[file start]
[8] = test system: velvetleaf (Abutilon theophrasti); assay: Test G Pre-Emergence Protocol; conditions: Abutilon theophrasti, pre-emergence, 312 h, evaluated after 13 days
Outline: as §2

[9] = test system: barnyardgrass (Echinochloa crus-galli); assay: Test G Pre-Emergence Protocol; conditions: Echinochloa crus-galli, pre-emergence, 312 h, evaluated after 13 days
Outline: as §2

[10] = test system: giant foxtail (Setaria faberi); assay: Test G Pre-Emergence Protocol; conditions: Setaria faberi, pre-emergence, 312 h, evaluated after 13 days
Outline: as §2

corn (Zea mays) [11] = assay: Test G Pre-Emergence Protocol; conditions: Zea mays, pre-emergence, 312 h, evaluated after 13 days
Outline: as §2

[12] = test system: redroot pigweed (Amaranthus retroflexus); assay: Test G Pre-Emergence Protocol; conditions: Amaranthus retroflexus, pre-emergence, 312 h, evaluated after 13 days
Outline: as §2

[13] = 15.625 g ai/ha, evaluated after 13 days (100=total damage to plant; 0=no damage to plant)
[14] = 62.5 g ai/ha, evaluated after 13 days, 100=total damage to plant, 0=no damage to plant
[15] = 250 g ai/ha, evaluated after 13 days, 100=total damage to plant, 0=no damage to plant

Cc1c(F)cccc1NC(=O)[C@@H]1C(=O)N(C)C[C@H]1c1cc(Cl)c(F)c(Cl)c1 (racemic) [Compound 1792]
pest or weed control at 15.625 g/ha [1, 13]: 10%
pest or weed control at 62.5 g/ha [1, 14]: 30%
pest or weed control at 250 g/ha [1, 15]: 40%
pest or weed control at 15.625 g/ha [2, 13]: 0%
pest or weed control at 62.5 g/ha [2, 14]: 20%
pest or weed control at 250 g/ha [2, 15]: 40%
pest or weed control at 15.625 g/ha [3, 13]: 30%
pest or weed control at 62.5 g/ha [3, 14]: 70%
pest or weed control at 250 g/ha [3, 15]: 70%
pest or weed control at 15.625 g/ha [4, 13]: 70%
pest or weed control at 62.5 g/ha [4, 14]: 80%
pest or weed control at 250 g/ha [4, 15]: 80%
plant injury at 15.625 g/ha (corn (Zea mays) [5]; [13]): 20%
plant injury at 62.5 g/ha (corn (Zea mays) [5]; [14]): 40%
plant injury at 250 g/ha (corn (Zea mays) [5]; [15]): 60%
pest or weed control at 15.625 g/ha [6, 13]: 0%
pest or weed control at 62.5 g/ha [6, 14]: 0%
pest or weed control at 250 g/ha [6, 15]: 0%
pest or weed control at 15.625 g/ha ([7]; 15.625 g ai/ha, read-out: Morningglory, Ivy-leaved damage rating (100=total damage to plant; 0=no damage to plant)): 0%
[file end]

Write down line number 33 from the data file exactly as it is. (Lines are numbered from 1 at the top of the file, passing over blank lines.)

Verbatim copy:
pest or weed control at 15.625 g/ha ([7]; 15.625 g ai/ha, read-out: Morningglory, Ivy-leaved damage rating (100=total damage to plant; 0=no damage to plant)): 0%